Dr_Pain suggested that I make a post here about canning meat so here goes, sorry if it’s a little long.
Many years ago when I was a meat cutter, a customer started talking to me about him and his mom reminiscing about the good ole days back on their farm. He said one of the things she missed was having canned beef. He explained that in the fall they would slaughter a steer and they would can parts off the shoulder to preserve it and she wanted to make some. So I sold him a whole boneless shoulder clod which is where you get the best pot roasts.
A couple of weeks later he came back in and asked me if I wanted to try some as he had a couple of pint jars. Of course I said sure and took it home and my wife at the time, said you’re not going to eat that are you? I said I’ll give it a try and she said not me no way. It honestly didn’t look very appetizing.
So I popped a jar open and and started heating it up in a sauce pan and threw in some seasonings. It started smelling really good and my wife walks into the kitchen says what are you going to do with it? So I boiled up some Reams frozen noodles, mixed it all together and it was delicious. After I ate some, she couldn’t resist and had some too.
I started reading up on canning meat and shortly after bought my first pressure canner.
Doing this properly is just as critical as curing meat. If done properly it is perfectly safe. You must have a pressure cooker with a pressure gauge like this.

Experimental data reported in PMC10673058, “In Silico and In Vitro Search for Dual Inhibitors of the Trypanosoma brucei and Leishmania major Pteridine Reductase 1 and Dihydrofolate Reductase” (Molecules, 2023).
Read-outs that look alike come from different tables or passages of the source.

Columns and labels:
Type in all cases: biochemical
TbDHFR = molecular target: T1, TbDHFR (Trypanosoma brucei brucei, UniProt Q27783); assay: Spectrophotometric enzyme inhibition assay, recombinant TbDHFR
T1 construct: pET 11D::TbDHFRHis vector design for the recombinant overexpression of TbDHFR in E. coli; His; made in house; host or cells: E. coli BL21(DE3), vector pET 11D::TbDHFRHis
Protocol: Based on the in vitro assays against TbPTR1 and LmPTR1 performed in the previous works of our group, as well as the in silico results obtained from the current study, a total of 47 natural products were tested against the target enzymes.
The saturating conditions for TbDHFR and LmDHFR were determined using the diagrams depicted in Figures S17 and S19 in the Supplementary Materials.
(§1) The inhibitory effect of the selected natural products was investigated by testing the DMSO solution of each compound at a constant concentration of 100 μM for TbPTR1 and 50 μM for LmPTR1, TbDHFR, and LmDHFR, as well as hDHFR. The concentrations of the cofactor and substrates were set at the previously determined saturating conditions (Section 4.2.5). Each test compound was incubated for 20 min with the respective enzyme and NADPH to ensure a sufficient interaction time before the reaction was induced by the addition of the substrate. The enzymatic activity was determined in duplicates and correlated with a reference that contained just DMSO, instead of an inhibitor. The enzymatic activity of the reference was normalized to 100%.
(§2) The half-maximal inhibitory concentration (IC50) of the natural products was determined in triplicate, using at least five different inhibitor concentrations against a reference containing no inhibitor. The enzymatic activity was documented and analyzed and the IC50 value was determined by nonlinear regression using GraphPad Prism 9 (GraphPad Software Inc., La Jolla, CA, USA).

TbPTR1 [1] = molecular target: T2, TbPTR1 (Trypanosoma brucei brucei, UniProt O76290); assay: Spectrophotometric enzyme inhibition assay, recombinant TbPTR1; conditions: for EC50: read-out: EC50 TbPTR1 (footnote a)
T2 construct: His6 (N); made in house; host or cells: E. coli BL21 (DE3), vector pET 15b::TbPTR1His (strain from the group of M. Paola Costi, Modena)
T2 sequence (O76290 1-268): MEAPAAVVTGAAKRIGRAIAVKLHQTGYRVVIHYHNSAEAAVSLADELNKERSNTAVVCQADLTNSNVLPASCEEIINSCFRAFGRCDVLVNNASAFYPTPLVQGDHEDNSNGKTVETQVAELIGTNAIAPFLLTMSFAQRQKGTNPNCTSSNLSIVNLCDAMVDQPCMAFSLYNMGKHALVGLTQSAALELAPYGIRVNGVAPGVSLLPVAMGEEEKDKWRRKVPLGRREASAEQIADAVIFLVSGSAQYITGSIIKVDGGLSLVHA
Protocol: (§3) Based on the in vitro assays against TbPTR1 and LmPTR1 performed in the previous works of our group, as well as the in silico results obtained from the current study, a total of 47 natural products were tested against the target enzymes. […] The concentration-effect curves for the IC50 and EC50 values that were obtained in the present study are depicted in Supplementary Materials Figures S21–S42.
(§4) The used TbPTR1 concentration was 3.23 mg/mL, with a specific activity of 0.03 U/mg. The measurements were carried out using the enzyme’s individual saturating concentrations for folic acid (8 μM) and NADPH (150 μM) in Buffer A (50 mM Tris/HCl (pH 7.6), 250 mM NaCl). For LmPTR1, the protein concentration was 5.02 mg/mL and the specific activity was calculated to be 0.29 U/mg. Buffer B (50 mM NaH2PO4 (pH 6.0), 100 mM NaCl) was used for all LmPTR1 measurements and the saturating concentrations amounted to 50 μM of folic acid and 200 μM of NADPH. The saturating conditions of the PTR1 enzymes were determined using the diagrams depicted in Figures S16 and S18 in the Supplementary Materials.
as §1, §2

It, as my customer said, was the original fast food before micro waves. It’s like having slow cooked pot in your pantry anytime you want. You can make as many meals as your imagination can come with. My favorite is to make it up like sausage gravy and have it over freshly baked biscuits
I was flying commercial one time and the passenger next to me before take off had a big three ring binder that he was intently looking through. I noticed it was an aircraft manual. I struck up a conversation with him and he explained that he was a pilot deadheading to get to his next flight.
Once our plane started rolling for take off his demeanor changed and I could tell he was a little tense. Once the plane gained altitude and leveled off he relaxed. I asked him, “You don’t like being back here do you?” He smiled and told me that he was much more comfortable when he was the one flying the plane.
There are so many options with rotisseries, convection etc. kinda blows my mind. I guess my main concern is the clean-up. Years ago I bought one of those George Foreman grills and only used it a couple of times because how hard it was to clean and sold it at a garage sale.